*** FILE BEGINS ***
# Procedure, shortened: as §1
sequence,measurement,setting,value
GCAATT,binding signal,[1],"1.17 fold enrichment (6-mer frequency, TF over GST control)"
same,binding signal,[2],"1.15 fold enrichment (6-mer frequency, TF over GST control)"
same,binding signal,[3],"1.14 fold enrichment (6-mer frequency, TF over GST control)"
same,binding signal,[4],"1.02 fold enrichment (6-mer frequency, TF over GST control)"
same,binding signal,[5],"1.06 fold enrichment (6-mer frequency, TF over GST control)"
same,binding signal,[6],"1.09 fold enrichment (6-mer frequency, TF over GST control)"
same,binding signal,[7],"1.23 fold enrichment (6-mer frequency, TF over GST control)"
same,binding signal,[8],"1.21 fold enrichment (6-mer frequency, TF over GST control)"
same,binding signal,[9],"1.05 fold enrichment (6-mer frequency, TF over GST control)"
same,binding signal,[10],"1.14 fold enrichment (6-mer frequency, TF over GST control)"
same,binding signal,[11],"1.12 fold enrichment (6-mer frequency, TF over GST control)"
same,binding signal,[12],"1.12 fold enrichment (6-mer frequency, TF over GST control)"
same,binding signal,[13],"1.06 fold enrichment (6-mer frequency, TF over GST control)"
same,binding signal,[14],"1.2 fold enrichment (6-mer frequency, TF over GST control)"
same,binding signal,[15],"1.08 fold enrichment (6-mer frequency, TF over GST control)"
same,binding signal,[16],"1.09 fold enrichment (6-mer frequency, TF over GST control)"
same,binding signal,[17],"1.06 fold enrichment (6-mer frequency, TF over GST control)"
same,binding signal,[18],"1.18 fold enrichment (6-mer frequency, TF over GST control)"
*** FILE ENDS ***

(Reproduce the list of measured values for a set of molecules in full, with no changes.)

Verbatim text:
# Procedure, shortened: as §1
sequence,measurement,setting,value
GCAATT,binding signal,[1],"1.17 fold enrichment (6-mer frequency, TF over GST control)"
same,binding signal,[2],"1.15 fold enrichment (6-mer frequency, TF over GST control)"
same,binding signal,[3],"1.14 fold enrichment (6-mer frequency, TF over GST control)"
same,binding signal,[4],"1.02 fold enrichment (6-mer frequency, TF over GST control)"
same,binding signal,[5],"1.06 fold enrichment (6-mer frequency, TF over GST control)"
same,binding signal,[6],"1.09 fold enrichment (6-mer frequency, TF over GST control)"
same,binding signal,[7],"1.23 fold enrichment (6-mer frequency, TF over GST control)"
same,binding signal,[8],"1.21 fold enrichment (6-mer frequency, TF over GST control)"
same,binding signal,[9],"1.05 fold enrichment (6-mer frequency, TF over GST control)"
same,binding signal,[10],"1.14 fold enrichment (6-mer frequency, TF over GST control)"
same,binding signal,[11],"1.12 fold enrichment (6-mer frequency, TF over GST control)"
same,binding signal,[12],"1.12 fold enrichment (6-mer frequency, TF over GST control)"
same,binding signal,[13],"1.06 fold enrichment (6-mer frequency, TF over GST control)"
same,binding signal,[14],"1.2 fold enrichment (6-mer frequency, TF over GST control)"
same,binding signal,[15],"1.08 fold enrichment (6-mer frequency, TF over GST control)"
same,binding signal,[16],"1.09 fold enrichment (6-mer frequency, TF over GST control)"
same,binding signal,[17],"1.06 fold enrichment (6-mer frequency, TF over GST control)"
same,binding signal,[18],"1.18 fold enrichment (6-mer frequency, TF over GST control)"